2. I read this article as well, and I agree that these sort of actions cannot be considered legitimate civil disobedience. The stories Stein told about the married couple and young woman being refused the morning-after pill were horrifying. What is even more horrifying to me is that companies have policies in place that attempt to justify the behavior of the pharmacists who refuse to dispense contraception on moral grounds. I can’t imagine any other sort of situation in which the personal, moral beliefs of a worker would provide them legitimate excuse to refuse to perform their job. Believe what you want, but not at the expense of others’ right to do the same.

  3. This issue is complicated for me. I agree that incorporating personal moral values into situations which directly affect others can be potentially dangerous or at least an infringement on the rights of others. The reality is however, that sometimes civil disobedience disturbs the public, it disturbs a current law or norm, and in the process the rights of others are infringed upon. The question in this case is, whether or not refusing customers the morning-after-pill or contraceptives is a serious harm. Even though there is no physical brutality or violence involved in this form of disobedience of a law, is it truly non-violent?

    • I do not believe that it is non-violent because it can be very detrimental to the individual who needs the medication if the pharmacist will not refill a prescription. I do not think that the pharmacists have a right at all to determine other individuals decisions. As a result, if a person wants to fill a prescription for birth control or the morning after pill, the pharmacist should have no bearing on whether or not they can do so. I find it to definitely be an infringement on the rights of others and I do not think it should vary state to state. If I want to buy birth control for my own self, does that hurt anyone else? Ultimately, I believe it does not and therefore, I think it is wrong for pharmacists to refuse to refill these prescriptions since it has no impact on them.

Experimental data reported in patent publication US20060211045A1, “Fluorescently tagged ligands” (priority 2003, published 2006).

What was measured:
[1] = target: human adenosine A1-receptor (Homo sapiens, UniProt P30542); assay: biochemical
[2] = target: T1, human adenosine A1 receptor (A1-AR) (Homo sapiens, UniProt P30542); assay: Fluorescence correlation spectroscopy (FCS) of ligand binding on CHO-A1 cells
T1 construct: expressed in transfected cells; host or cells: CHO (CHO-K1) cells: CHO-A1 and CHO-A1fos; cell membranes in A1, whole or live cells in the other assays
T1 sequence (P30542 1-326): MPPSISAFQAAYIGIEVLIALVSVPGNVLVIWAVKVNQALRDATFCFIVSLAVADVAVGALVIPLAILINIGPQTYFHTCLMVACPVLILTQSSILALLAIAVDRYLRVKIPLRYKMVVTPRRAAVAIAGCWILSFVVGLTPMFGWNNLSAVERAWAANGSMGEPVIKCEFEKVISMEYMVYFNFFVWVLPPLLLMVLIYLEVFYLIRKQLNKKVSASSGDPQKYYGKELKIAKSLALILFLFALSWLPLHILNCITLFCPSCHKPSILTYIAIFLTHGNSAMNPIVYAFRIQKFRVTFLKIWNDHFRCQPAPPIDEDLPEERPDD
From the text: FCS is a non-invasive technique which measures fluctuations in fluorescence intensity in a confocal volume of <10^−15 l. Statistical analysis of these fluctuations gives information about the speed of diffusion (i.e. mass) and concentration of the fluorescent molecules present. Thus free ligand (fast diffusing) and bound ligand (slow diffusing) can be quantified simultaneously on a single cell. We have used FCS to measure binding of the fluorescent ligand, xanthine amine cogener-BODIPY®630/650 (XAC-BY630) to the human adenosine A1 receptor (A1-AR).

4. I also found this post intriguing because I find it difficult to understand why someone with a moral obligation to a medicine would work in a field that requires them to dispense it. In no light does this seem like an act of civil disobedience to me. I equate this to a referee not calling the fowl because he wants his team to win. Both the pharmacist and the referee willingly chose their profession, and for them to refuse to perform their duties is unfair to the people who rely on them.

  5. This is a very interesting post that I really enjoyed reading. I completely agree that the pharmacists have no right to deny someone their prescriptions based on their own beliefs. If they really have a problem with it, their best option would be to quit and find another job. WHen they became a pharmacist they knew the job they were entering into. They determined to fill people’s prescriptions, not pass on their own beliefs instead of those medications.

  6. This is a question that has always interested me as I was educated in a Catholic high school and heard about the issue often. I would have to say that I agree with your conclusion for the most part. I believe that it would be ridiculous for a person attempting to fill their prescription to be completely denied this right simply due to the religious or spiritual beliefs of another person. I do not, however, think it is an issue if the pharmacist does not personally want to fill the prescription. A person’s job should never make them do something they are not morally okay with. As long as the pharmacist does not block their ability to fill the prescription entirely, and allows a fairly simple alternate means of getting the prescription, I do not see an issue with the actions of that pharmacist.